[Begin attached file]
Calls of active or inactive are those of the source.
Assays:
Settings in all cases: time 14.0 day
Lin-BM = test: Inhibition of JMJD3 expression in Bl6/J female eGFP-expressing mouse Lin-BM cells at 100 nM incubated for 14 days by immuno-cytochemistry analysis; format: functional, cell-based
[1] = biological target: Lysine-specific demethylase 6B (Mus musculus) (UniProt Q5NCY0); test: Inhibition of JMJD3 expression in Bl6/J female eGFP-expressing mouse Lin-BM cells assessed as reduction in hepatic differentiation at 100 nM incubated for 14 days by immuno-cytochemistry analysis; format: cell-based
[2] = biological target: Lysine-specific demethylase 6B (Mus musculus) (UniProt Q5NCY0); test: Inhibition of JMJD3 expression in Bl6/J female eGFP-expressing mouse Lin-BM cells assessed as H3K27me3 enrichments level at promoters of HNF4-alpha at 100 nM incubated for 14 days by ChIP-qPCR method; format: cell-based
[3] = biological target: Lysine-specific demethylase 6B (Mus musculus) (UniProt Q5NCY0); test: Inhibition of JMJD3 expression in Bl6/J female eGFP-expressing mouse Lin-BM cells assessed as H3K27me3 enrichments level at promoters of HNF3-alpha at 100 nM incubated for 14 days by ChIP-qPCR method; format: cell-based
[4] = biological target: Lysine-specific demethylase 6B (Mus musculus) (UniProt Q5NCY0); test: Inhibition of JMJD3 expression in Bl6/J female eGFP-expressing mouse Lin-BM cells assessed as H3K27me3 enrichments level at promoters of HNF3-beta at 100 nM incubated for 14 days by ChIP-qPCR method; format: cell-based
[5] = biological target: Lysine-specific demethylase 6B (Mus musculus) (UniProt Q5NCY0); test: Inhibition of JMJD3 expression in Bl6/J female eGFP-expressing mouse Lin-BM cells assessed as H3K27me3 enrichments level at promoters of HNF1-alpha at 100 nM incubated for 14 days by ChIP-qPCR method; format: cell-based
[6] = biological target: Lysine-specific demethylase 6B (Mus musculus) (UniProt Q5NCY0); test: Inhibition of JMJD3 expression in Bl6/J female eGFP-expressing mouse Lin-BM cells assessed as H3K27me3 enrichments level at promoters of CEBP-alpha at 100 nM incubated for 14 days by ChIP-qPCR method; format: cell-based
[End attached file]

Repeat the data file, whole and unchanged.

Calls of active or inactive are those of the source.
Assays:
Settings in all cases: time 14.0 day
Lin-BM = test: Inhibition of JMJD3 expression in Bl6/J female eGFP-expressing mouse Lin-BM cells at 100 nM incubated for 14 days by immuno-cytochemistry analysis; format: functional, cell-based
[1] = biological target: Lysine-specific demethylase 6B (Mus musculus) (UniProt Q5NCY0); test: Inhibition of JMJD3 expression in Bl6/J female eGFP-expressing mouse Lin-BM cells assessed as reduction in hepatic differentiation at 100 nM incubated for 14 days by immuno-cytochemistry analysis; format: cell-based
[2] = biological target: Lysine-specific demethylase 6B (Mus musculus) (UniProt Q5NCY0); test: Inhibition of JMJD3 expression in Bl6/J female eGFP-expressing mouse Lin-BM cells assessed as H3K27me3 enrichments level at promoters of HNF4-alpha at 100 nM incubated for 14 days by ChIP-qPCR method; format: cell-based
[3] = biological target: Lysine-specific demethylase 6B (Mus musculus) (UniProt Q5NCY0); test: Inhibition of JMJD3 expression in Bl6/J female eGFP-expressing mouse Lin-BM cells assessed as H3K27me3 enrichments level at promoters of HNF3-alpha at 100 nM incubated for 14 days by ChIP-qPCR method; format: cell-based
[4] = biological target: Lysine-specific demethylase 6B (Mus musculus) (UniProt Q5NCY0); test: Inhibition of JMJD3 expression in Bl6/J female eGFP-expressing mouse Lin-BM cells assessed as H3K27me3 enrichments level at promoters of HNF3-beta at 100 nM incubated for 14 days by ChIP-qPCR method; format: cell-based
[5] = biological target: Lysine-specific demethylase 6B (Mus musculus) (UniProt Q5NCY0); test: Inhibition of JMJD3 expression in Bl6/J female eGFP-expressing mouse Lin-BM cells assessed as H3K27me3 enrichments level at promoters of HNF1-alpha at 100 nM incubated for 14 days by ChIP-qPCR method; format: cell-based
[6] = biological target: Lysine-specific demethylase 6B (Mus musculus) (UniProt Q5NCY0); test: Inhibition of JMJD3 expression in Bl6/J female eGFP-expressing mouse Lin-BM cells assessed as H3K27me3 enrichments level at promoters of CEBP-alpha at 100 nM incubated for 14 days by ChIP-qPCR method; format: cell-based